Castle’s expanded protection hailed by conservationists
After a 40-year-long struggle between advocacy groups and the government, the Alberta Government has announced that it will expand protection in the Castle wilderness area along the B.C. – Alberta border.
Just north of Waterton National Park, the protected area will conserve roughly 1,020 km2 of one of the most biologically rich and diverse landscapes in the country. Along with providing critical habitat for grizzly bears, wolverine and west-slope cutthroat trout, the area also acts as a water tower for Southern Alberta.
This landmark and long-awaited decision shows Alberta’s commitment to environmental leadership and further demonstrates the need for British Columbia to protect their own portion of this region, the Crown of the Continent, Wildsight stated in a Sept. 4 press release.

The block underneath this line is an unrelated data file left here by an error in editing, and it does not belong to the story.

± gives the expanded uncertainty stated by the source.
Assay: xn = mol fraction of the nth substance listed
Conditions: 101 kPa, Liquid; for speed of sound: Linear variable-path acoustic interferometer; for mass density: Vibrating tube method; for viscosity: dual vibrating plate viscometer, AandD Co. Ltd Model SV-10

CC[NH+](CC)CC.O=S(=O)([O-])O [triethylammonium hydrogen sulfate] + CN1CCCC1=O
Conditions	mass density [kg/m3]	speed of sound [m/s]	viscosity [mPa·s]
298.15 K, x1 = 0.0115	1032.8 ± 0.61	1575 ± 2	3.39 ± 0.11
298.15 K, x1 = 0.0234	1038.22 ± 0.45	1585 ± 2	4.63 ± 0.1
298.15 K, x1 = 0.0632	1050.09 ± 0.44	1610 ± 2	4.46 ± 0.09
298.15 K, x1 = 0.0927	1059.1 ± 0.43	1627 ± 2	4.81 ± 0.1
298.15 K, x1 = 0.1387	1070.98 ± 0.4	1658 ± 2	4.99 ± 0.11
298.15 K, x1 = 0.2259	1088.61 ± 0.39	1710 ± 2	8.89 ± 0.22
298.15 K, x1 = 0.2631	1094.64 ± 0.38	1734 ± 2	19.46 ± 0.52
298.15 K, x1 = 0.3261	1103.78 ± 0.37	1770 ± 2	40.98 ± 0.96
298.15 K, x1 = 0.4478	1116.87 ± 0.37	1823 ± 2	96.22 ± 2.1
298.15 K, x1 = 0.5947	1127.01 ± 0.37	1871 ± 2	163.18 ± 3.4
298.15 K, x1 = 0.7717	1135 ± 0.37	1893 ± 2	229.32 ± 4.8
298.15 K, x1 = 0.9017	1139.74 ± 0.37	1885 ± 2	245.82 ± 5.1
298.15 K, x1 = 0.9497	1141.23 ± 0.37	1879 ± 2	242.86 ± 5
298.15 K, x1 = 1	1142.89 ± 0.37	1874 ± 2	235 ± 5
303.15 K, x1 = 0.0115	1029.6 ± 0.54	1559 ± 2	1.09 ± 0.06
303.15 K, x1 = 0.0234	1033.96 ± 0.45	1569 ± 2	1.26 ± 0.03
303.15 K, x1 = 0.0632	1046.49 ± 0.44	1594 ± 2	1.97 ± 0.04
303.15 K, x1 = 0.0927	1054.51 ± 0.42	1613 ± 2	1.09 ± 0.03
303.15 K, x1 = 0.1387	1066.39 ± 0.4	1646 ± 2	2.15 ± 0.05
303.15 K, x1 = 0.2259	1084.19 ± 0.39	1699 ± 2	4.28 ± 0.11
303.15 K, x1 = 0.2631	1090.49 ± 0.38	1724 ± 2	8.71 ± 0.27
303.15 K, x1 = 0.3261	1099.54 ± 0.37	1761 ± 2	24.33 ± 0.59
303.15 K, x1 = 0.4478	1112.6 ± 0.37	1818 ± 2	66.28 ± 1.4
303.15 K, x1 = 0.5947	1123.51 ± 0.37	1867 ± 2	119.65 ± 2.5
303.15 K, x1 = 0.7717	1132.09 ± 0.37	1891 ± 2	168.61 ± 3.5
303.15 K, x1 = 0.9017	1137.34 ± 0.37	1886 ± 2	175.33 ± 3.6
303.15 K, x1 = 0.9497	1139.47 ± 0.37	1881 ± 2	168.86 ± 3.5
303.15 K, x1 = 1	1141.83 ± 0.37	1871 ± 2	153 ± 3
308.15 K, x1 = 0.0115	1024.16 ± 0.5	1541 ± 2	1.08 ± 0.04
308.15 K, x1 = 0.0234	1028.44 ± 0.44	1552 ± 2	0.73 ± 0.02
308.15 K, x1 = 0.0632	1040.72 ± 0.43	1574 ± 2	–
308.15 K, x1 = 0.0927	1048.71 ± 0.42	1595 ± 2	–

With a large swath of protected areas to the south in Montana, including Glacier National Park and the Bob Marshall Wilderness, and Alberta’s Waterton National Park and newly expanded protected area in the Castle to the east, conservationists are calling for British Columbia to commit to joining their neighbours in environmental leadership by permanently protecting the B.C. portion of North America’s premier wildlife corridor.
“We applaud the Alberta government for giving the Castle the protection it deserves,” said John Bergenske, Conservation Director for Wildsight. “We’d like to see the B.C. government follow their lead by stepping up their commitment to the environment and creating a national park in the southeast one third of the Flathead River Valley and a Wildlife Management Area in the adjoining habitat.”
The Flathead River Valley, located in southeast British Columbia, has been called the “missing piece” of Waterton-Glacier International Park, and is unmatched in North America for its variety and density of carnivore species, including grizzly bears.
Wildsight, the Yellowstone to Yukon Conservation Initiative, Sierra Club BC and CPAWS BC are working to protect the Flathead permanently with a National Park in the southeastern one-third and a Wildlife Management Area in the rest of the valley and adjoining habitat.
Lead image: Haig Pass in the Castle wilderness. By Harvey Locke